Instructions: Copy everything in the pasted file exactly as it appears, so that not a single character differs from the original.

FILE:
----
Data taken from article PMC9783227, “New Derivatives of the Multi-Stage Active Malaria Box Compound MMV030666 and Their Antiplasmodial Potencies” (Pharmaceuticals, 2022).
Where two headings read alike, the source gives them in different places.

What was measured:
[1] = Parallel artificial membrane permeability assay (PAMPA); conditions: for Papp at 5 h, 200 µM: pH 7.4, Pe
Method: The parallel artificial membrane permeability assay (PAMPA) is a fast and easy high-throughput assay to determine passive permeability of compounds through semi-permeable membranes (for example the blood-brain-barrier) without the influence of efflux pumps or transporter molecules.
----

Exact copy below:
Data taken from article PMC9783227, “New Derivatives of the Multi-Stage Active Malaria Box Compound MMV030666 and Their Antiplasmodial Potencies” (Pharmaceuticals, 2022).
Where two headings read alike, the source gives them in different places.

What was measured:
[1] = Parallel artificial membrane permeability assay (PAMPA); conditions: for Papp at 5 h, 200 µM: pH 7.4, Pe
Method: The parallel artificial membrane permeability assay (PAMPA) is a fast and easy high-throughput assay to determine passive permeability of compounds through semi-permeable membranes (for example the blood-brain-barrier) without the influence of efflux pumps or transporter molecules.